(Metrics that Matter is a regular offseason feature that examines some aspect of fantasy through a microscope to dive into the finer details.)
In our last two times in this space, we took an in-depth look at Travis Kelce (here) and Golden Tate (here), focusing on how effective these players were at creating yards on their own once the ball was in their hands. Last season, both players led their respective positions in yards after the catch and missed tackles forced on receptions. Today, I wanted to take a similar approach, but focusing on the running back position and what these numbers mean for fantasy football.
So, I went over to our Premium Stats page, clicked on “By Position,” then clicked on “HB” (for halfback), and then sorted by receiving production (rather than rushing production). This led me here:
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This page is initially sorted by raw overall PFF grade and includes all halfbacks to play at least one snap last season. Alvin Kamara and Todd Gurley both led the league (during the regular season) in raw overall PFF Grade, but also raw PFF Pass Grade. In the latter category, they were followed by (in order) Duke Johnson, Christian McCaffrey, Chris Thompson, and Tarik Cohen. Our focus today, however, will be on yards after the catch and missed tackles forced on receptions. In our last two articles, the single player to highlight was easy. For the running back position, however, there were a few names who stood out.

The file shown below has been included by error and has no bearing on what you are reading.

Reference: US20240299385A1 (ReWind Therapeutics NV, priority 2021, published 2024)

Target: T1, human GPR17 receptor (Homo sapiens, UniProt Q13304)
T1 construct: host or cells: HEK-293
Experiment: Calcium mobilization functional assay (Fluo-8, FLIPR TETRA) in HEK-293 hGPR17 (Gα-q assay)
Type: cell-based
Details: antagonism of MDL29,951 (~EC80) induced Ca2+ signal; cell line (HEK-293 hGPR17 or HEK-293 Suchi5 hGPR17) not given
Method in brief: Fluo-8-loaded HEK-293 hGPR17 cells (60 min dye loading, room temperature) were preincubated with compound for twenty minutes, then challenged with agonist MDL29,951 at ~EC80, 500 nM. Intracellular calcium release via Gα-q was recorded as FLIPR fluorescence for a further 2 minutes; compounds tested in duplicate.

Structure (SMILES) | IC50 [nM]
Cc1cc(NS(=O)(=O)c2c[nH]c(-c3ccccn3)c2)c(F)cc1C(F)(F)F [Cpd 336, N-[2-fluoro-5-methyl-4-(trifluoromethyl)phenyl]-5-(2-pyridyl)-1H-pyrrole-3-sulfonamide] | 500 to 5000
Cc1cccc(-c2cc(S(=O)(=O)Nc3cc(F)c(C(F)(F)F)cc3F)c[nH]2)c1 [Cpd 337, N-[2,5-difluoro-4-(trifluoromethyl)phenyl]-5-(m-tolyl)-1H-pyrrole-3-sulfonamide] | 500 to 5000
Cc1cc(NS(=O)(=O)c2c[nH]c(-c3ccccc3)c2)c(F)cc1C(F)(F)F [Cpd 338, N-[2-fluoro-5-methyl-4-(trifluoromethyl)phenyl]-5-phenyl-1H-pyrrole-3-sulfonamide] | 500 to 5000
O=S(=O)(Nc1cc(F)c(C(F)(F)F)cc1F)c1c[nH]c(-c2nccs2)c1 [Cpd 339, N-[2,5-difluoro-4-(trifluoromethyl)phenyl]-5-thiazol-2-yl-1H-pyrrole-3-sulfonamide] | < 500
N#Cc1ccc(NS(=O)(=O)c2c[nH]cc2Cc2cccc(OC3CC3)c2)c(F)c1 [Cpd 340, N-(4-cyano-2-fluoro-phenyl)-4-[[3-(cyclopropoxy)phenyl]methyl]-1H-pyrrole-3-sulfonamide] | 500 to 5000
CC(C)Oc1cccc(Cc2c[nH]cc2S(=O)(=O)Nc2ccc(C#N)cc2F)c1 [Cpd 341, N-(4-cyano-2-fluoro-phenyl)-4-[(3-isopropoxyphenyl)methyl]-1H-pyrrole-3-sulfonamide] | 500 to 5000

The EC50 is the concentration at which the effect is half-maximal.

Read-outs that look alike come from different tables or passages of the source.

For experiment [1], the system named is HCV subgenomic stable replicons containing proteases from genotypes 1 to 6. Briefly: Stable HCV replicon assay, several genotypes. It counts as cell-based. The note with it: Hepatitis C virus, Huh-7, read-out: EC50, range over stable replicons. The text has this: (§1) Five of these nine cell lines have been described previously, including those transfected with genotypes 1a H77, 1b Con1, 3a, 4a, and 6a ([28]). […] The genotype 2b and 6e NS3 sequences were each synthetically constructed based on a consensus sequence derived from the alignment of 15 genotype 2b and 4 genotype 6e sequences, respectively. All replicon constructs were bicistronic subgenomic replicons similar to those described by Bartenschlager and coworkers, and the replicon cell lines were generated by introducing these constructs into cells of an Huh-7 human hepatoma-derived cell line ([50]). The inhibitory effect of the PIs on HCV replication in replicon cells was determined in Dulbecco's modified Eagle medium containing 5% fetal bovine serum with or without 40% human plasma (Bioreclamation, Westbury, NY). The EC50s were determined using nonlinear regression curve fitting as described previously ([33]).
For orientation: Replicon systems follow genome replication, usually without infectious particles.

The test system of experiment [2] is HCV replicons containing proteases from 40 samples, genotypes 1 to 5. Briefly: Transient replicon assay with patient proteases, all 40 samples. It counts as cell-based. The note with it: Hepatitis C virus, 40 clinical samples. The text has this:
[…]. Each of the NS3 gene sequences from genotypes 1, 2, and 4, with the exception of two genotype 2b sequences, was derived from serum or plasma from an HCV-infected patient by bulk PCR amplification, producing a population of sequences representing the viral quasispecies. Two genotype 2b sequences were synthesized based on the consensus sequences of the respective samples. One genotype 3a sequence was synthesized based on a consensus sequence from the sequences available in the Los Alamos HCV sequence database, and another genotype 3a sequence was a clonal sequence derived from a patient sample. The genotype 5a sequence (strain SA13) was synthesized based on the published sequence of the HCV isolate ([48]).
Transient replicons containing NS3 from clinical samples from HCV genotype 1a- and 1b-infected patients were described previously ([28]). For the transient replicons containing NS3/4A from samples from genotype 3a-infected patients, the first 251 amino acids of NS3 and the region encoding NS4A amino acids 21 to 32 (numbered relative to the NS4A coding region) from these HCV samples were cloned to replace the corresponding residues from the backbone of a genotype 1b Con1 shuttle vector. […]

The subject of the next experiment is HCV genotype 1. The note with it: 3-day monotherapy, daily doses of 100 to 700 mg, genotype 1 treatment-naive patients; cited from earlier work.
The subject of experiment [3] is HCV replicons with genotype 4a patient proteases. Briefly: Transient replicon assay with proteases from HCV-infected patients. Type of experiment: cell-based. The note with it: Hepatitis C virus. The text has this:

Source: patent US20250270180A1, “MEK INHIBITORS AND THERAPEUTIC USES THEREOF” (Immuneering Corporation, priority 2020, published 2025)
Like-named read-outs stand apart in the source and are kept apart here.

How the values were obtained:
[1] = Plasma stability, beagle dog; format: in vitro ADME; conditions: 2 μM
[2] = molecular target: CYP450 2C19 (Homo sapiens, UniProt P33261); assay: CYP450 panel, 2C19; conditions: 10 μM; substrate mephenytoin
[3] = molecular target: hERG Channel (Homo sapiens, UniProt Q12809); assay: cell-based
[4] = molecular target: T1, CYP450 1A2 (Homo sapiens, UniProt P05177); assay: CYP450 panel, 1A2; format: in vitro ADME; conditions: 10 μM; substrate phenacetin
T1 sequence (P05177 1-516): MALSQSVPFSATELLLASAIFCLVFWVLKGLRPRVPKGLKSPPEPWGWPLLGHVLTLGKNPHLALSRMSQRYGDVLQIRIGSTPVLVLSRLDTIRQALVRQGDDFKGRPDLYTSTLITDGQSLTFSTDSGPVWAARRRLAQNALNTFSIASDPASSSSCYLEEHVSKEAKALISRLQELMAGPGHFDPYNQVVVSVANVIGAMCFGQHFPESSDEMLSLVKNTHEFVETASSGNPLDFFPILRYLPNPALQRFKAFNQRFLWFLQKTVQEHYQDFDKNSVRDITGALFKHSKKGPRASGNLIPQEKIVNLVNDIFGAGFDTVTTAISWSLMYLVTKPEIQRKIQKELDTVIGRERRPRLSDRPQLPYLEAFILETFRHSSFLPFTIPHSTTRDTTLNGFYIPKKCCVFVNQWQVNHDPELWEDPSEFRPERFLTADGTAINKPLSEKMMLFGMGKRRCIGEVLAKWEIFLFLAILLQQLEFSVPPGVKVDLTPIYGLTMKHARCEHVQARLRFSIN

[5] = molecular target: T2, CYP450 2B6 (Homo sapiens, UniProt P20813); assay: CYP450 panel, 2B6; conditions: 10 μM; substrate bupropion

Kamara led in missed tackles forced (on receptions) with 29, followed by Johnson’s 24. Gurley led in yards after the catch with 807 (which was more than his 788 total receiving yards), followed by Kamara’s 703.
These numbers weren’t just good, they were historically great. Gurley’s 807 yards after the catch was the second-most by any running back in the PFF-Era (2007-2017). Kamara’s total 703 yards after the catch ranks 10th, while Le’Veon Bell‘s 678 ranks 14th. Kamara’s 29 missed tackles forced in 2017 ranks second-most of the PFF-era, while Duke Johnson’s 24 ranks seventh-most, and Theo Riddick and Cohen’s 23 ranks 10th-most.
On a per-reception-basis, many of these players still stand out. Riddick and Cohen’s 2017 seasons rank 11th and 12th, respectively, on missed tackles forced per reception. Gurley’s 2017 season ranks second-best in yards after the catch per reception, while Chris Thompson’s 2017 season ranks fifth-best.